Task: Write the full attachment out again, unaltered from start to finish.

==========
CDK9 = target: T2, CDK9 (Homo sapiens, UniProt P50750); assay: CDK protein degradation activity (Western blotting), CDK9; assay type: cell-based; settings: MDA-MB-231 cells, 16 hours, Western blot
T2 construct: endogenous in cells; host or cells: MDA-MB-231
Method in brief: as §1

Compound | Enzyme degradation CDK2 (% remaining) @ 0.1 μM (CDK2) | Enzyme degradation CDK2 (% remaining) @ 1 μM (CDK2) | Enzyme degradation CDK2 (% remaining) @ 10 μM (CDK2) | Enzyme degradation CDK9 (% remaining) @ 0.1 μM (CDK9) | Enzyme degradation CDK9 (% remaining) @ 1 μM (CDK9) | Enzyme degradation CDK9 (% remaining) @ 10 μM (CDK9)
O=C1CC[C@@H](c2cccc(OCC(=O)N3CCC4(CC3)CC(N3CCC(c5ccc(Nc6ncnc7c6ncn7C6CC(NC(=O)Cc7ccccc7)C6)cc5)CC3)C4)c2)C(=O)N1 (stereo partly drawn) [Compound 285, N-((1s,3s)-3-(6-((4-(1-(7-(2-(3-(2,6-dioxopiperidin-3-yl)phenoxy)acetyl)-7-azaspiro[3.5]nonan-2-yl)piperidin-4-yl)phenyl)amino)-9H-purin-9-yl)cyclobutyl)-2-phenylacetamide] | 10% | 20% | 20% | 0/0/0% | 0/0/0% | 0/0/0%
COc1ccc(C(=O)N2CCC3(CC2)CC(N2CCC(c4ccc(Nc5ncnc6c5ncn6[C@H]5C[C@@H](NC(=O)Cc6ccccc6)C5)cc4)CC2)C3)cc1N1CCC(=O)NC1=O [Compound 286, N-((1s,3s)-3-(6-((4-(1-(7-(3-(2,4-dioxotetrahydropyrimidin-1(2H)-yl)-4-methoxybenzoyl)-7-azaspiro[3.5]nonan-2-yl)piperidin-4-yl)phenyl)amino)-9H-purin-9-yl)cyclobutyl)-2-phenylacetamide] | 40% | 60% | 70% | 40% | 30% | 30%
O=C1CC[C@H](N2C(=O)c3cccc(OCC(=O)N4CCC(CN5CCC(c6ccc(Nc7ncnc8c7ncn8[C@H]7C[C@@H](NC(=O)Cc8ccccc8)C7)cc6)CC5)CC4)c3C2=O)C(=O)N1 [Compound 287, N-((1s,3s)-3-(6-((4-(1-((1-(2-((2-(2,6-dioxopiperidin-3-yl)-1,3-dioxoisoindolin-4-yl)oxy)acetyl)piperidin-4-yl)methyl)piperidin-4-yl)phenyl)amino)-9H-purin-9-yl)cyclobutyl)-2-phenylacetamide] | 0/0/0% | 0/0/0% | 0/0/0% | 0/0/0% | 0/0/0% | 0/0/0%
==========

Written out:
CDK9 = target: T2, CDK9 (Homo sapiens, UniProt P50750); assay: CDK protein degradation activity (Western blotting), CDK9; assay type: cell-based; settings: MDA-MB-231 cells, 16 hours, Western blot
T2 construct: endogenous in cells; host or cells: MDA-MB-231
Method in brief: as §1

Compound | Enzyme degradation CDK2 (% remaining) @ 0.1 μM (CDK2) | Enzyme degradation CDK2 (% remaining) @ 1 μM (CDK2) | Enzyme degradation CDK2 (% remaining) @ 10 μM (CDK2) | Enzyme degradation CDK9 (% remaining) @ 0.1 μM (CDK9) | Enzyme degradation CDK9 (% remaining) @ 1 μM (CDK9) | Enzyme degradation CDK9 (% remaining) @ 10 μM (CDK9)
O=C1CC[C@@H](c2cccc(OCC(=O)N3CCC4(CC3)CC(N3CCC(c5ccc(Nc6ncnc7c6ncn7C6CC(NC(=O)Cc7ccccc7)C6)cc5)CC3)C4)c2)C(=O)N1 (stereo partly drawn) [Compound 285, N-((1s,3s)-3-(6-((4-(1-(7-(2-(3-(2,6-dioxopiperidin-3-yl)phenoxy)acetyl)-7-azaspiro[3.5]nonan-2-yl)piperidin-4-yl)phenyl)amino)-9H-purin-9-yl)cyclobutyl)-2-phenylacetamide] | 10% | 20% | 20% | 0/0/0% | 0/0/0% | 0/0/0%
COc1ccc(C(=O)N2CCC3(CC2)CC(N2CCC(c4ccc(Nc5ncnc6c5ncn6[C@H]5C[C@@H](NC(=O)Cc6ccccc6)C5)cc4)CC2)C3)cc1N1CCC(=O)NC1=O [Compound 286, N-((1s,3s)-3-(6-((4-(1-(7-(3-(2,4-dioxotetrahydropyrimidin-1(2H)-yl)-4-methoxybenzoyl)-7-azaspiro[3.5]nonan-2-yl)piperidin-4-yl)phenyl)amino)-9H-purin-9-yl)cyclobutyl)-2-phenylacetamide] | 40% | 60% | 70% | 40% | 30% | 30%
O=C1CC[C@H](N2C(=O)c3cccc(OCC(=O)N4CCC(CN5CCC(c6ccc(Nc7ncnc8c7ncn8[C@H]7C[C@@H](NC(=O)Cc8ccccc8)C7)cc6)CC5)CC4)c3C2=O)C(=O)N1 [Compound 287, N-((1s,3s)-3-(6-((4-(1-((1-(2-((2-(2,6-dioxopiperidin-3-yl)-1,3-dioxoisoindolin-4-yl)oxy)acetyl)piperidin-4-yl)methyl)piperidin-4-yl)phenyl)amino)-9H-purin-9-yl)cyclobutyl)-2-phenylacetamide] | 0/0/0% | 0/0/0% | 0/0/0% | 0/0/0% | 0/0/0% | 0/0/0%